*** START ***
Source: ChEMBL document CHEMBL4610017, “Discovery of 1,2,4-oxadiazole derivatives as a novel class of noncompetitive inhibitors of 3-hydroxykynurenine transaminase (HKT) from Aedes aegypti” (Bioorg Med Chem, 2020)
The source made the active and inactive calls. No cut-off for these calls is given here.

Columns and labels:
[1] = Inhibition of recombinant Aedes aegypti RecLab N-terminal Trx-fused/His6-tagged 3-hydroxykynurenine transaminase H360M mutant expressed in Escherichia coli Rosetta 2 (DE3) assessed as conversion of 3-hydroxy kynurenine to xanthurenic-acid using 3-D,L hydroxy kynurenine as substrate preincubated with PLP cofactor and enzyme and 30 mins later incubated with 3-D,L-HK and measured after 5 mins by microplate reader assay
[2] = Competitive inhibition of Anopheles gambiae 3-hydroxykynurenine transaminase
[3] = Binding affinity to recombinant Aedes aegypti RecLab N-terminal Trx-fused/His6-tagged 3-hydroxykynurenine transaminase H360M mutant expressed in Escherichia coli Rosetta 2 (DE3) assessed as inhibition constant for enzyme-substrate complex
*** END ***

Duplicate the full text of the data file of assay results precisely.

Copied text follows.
Source: ChEMBL document CHEMBL4610017, “Discovery of 1,2,4-oxadiazole derivatives as a novel class of noncompetitive inhibitors of 3-hydroxykynurenine transaminase (HKT) from Aedes aegypti” (Bioorg Med Chem, 2020)
The source made the active and inactive calls. No cut-off for these calls is given here.

Columns and labels:
[1] = Inhibition of recombinant Aedes aegypti RecLab N-terminal Trx-fused/His6-tagged 3-hydroxykynurenine transaminase H360M mutant expressed in Escherichia coli Rosetta 2 (DE3) assessed as conversion of 3-hydroxy kynurenine to xanthurenic-acid using 3-D,L hydroxy kynurenine as substrate preincubated with PLP cofactor and enzyme and 30 mins later incubated with 3-D,L-HK and measured after 5 mins by microplate reader assay
[2] = Competitive inhibition of Anopheles gambiae 3-hydroxykynurenine transaminase
[3] = Binding affinity to recombinant Aedes aegypti RecLab N-terminal Trx-fused/His6-tagged 3-hydroxykynurenine transaminase H360M mutant expressed in Escherichia coli Rosetta 2 (DE3) assessed as inhibition constant for enzyme-substrate complex